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# The armature of a dc motor has $20 \Omega$ resistance. It draws a current of 1.5 A when run by a $220 \mathrm{V}$ dc supply. The value of the back emf induced in it isA. 150 VB. 170 VC. $180 \mathrm{V}$D. 190 V

Last updated date: 17th Apr 2024
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Hint: We know that DC motors take electrical power through direct current, and convert this energy into mechanical rotation. DC motors use magnetic fields that occur from the electrical currents generated, which powers the movement of a rotor fixed within the output shaft. DC motors are suitable for many applications including conveyors, turntables and others for which adjustable speed and constant or low-speed torque are required. They also work well in dynamic braking and reversing applications, which are common in many industrial machines.

We know that the counter voltage induced across the armature winding is called the back EMF. The counter EMF induced in the DC motor self regulates the armature current and the torque and the speed automatically regulated through armature current. The back EMF depends, of course, on the speed of the motor the change in magnetic flux that generates it increases with motor speed so that as the motor begins to turn, the back EMF grows until the motor has reached its maximum speed, at which point the back EMF stays at its maximum value.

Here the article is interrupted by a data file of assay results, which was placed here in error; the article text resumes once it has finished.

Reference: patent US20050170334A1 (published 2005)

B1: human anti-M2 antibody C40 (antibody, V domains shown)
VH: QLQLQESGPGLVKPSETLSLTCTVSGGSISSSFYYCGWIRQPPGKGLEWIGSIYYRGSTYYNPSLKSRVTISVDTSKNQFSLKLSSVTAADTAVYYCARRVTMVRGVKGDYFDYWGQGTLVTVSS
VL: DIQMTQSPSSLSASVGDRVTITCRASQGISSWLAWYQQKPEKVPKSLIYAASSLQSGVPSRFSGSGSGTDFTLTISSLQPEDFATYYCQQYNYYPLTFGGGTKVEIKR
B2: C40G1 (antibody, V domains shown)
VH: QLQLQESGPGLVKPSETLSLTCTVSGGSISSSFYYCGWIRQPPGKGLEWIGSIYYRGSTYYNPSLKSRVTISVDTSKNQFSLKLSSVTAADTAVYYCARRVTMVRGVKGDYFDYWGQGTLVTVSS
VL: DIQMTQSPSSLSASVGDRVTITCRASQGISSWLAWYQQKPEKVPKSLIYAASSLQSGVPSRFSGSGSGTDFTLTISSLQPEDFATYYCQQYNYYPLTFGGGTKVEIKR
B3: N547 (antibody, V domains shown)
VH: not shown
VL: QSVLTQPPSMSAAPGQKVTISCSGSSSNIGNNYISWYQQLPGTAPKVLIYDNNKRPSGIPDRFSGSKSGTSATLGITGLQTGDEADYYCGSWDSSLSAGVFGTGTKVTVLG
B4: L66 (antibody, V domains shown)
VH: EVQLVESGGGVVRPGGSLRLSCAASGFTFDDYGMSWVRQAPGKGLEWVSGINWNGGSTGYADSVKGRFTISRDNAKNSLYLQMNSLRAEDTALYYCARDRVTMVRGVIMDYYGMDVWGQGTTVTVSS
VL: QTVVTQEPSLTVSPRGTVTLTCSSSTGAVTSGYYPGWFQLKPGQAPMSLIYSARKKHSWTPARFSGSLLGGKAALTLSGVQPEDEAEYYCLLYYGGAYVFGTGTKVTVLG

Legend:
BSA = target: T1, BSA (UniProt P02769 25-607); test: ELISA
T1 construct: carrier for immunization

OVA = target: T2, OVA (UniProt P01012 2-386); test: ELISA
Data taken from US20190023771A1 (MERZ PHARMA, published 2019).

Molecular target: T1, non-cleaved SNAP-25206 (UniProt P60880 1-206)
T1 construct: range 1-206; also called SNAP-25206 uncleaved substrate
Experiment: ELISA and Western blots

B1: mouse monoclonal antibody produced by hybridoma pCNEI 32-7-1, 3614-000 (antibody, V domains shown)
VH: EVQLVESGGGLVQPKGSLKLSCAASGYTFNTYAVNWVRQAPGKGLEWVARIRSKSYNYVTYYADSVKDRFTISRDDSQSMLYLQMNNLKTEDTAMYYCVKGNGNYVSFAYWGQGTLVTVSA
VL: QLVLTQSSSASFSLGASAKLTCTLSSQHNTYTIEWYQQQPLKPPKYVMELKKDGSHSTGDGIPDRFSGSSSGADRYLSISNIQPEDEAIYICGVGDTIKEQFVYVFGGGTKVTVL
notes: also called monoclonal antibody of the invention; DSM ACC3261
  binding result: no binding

It is known that the armature winding is defined as the conductors which are housed and protected within the armature slots are connected properly. These windings are arranged in the armature slots. The helpful emf will be encouraged in this winding which is received across the brushes.
Back emf = Applied voltage potential drop across armature coil $=200-\mathrm{iR}$
$=200-1.5 \times 20$
$=170 \mathrm{V}$

Hence, we can say that the correct option is option B.

Note It is known that voltage drop is the decrease of electrical potential along the path of a current flowing in an electrical circuit. Voltage drops in the internal resistance of the source, across conductors, across contacts, and across connectors are undesirable because some of the energy supplied is dissipated. Voltage drop is not caused by poor connections, bad contacts, insulation problems, or damaged conductors; those are causes of voltage loss. On DC and most AC motors the purpose of the commutator is to ensure that the current flowing through the rotor windings is always in the same direction, and the proper coil on the rotor is energized in respect to the field coils. The armature is mounted on bearings and is free to rotate. It is mounted in the magnetic field produced by permanent magnets or current passing through coils of wire, these being termed the field coils. When a current passes through the armature coil, forces act on the coil leading to rotation.